Defining “Customer”

Many times I enter a business and while I get pretty good service, it seems fake or scripted.  It makes me feel like I’m on an assembly line and I am waiting to get a bolt installed instead of a person with individual needs.  Why has it gotten to this?  I think it has to do with how most businesses define customers from the very limited view of buying and selling.

How would defining customers differently change our behavior and cause us to perhaps behave more genuinely?

To get to that, let’s look at some of those definitions.  A look into Webster’s finds a customer defined as someone who buys goods or services from a business.  That’s pretty standard; however, customer is also a synonym for guest or client.  A guest is defined as a person invited to visit or stay in someone’s home or a person invited to a place or event as a special honor.  Finally, a client is defined as one who is under the protection of another.

Now how does that change things?  Think about it, what if we began to think of customers, those we serve, as honored people invited to stay in our home?  What if we thought of them as people to protect?  How would our behaviors change?  What would we do differently?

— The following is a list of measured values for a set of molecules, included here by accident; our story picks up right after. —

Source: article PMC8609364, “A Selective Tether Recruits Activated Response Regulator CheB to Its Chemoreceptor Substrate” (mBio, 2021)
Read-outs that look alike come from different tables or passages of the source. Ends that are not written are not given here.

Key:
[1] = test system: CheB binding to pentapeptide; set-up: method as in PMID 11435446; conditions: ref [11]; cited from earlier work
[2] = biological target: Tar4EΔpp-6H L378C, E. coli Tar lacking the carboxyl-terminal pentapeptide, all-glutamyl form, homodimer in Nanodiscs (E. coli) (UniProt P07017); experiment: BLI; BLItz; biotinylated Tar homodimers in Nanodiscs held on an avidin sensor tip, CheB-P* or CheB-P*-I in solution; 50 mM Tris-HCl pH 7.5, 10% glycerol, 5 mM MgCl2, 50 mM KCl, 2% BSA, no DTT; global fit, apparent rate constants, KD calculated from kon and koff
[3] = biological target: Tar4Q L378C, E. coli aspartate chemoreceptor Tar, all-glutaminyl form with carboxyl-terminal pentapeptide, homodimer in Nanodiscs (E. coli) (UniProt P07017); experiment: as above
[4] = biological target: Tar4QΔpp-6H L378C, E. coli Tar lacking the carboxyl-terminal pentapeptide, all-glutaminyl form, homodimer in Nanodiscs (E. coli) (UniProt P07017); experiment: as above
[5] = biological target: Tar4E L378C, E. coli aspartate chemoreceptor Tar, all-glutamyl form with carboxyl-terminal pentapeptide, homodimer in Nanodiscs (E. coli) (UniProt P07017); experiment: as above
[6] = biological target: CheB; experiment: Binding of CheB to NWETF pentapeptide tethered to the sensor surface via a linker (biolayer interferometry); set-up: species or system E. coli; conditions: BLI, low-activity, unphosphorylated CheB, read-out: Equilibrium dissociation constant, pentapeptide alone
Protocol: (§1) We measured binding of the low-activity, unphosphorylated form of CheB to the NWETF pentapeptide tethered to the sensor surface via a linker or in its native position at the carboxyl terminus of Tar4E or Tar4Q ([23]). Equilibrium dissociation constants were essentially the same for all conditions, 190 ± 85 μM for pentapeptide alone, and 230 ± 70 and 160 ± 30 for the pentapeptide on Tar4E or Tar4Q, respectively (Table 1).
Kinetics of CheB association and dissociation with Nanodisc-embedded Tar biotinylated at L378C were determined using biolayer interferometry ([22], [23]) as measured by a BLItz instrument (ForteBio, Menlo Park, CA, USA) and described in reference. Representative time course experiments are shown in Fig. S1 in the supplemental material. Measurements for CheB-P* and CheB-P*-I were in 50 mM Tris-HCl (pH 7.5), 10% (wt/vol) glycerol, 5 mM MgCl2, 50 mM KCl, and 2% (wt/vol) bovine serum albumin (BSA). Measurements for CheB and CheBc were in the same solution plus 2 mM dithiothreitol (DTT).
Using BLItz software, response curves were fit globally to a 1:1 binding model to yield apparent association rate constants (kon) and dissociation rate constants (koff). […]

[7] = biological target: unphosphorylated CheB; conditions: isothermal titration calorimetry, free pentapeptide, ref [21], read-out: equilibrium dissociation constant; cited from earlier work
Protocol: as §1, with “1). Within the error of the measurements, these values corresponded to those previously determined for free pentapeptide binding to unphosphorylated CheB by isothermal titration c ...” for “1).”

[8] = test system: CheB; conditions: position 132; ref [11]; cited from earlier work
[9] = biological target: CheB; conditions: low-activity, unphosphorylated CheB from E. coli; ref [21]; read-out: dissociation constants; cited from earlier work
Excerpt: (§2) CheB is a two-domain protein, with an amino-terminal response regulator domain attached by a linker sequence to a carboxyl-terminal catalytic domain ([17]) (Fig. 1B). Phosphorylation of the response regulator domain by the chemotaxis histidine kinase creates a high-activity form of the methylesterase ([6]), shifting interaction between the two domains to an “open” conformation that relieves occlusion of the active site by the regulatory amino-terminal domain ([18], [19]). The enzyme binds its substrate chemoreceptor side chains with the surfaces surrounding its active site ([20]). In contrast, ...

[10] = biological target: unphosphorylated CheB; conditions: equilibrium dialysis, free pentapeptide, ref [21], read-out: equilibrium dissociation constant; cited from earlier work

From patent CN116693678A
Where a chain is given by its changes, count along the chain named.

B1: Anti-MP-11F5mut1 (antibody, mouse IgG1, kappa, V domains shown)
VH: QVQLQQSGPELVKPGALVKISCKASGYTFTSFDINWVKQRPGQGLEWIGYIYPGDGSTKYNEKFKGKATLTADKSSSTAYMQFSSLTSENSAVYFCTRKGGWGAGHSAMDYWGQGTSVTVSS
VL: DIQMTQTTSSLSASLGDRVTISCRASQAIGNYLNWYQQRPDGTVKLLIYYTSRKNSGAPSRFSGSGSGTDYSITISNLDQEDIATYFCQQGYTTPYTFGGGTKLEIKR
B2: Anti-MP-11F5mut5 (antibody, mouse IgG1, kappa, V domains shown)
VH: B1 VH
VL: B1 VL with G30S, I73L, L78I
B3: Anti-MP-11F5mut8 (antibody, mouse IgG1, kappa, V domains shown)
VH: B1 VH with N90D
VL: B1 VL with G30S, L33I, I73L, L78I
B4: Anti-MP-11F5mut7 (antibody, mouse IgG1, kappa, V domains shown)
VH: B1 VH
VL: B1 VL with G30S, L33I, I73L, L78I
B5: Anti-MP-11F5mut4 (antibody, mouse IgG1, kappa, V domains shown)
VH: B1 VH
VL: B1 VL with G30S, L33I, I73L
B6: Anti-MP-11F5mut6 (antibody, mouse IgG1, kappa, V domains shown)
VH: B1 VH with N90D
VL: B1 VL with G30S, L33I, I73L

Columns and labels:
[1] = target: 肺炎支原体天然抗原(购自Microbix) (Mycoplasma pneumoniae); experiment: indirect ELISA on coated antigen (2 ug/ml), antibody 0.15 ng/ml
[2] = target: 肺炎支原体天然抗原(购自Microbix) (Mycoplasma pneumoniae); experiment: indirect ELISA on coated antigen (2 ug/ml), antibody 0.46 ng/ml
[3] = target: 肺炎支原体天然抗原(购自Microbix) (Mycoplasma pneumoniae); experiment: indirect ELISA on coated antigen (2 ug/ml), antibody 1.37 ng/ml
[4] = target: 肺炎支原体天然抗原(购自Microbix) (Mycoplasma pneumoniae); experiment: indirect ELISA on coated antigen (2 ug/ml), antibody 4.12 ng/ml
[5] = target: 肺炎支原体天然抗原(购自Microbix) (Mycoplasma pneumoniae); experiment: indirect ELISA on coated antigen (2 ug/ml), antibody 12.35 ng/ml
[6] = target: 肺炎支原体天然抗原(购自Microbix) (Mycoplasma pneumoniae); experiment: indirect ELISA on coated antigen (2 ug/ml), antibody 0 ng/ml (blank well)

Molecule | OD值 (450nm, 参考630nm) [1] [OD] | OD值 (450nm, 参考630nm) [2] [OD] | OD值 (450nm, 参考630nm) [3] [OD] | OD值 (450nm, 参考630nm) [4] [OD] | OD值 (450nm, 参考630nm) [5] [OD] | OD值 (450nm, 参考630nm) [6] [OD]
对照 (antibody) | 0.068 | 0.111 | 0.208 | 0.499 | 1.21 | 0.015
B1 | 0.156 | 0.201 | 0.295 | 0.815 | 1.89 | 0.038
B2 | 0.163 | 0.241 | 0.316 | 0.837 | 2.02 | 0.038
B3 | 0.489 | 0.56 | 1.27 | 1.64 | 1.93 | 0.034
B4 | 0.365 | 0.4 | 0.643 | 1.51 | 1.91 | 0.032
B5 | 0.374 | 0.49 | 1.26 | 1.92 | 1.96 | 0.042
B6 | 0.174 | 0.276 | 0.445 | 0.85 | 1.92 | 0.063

I think we would welcome customers as people we want to impress; we would do things in their best interest to protect them from difficulty and from being harmed.  Our behaviors would genuinely be about people and not about a transaction.  Imagine your business being represented with employees who demonstrate an attitude that treats customers as guests to be welcomed and clients to be protected, how would that change your bottom-line without having to market or come up with pricing schemes or new products?  I think you would agree that it sounds like a refreshing change from the typical scripted, impersonal, transactional service being delivered all around us as well as a way to differentiate you and your business from the crowd.

So, what can you do?  Have a meeting with your employees and ask them to define customer.  Share the definitions of guest and client.  Ask them how those definitions change things.  Ask them how they would treat a guest and how they would protect a client.  Have them try going one day thinking of customers as guests and clients that they are bound to protect against harm.  Have another meeting and ask what was different.

If you want an inexpensive way to a better bottom line and more loyal customers, begin driving honored guest and protected client into your business’s language and culture.


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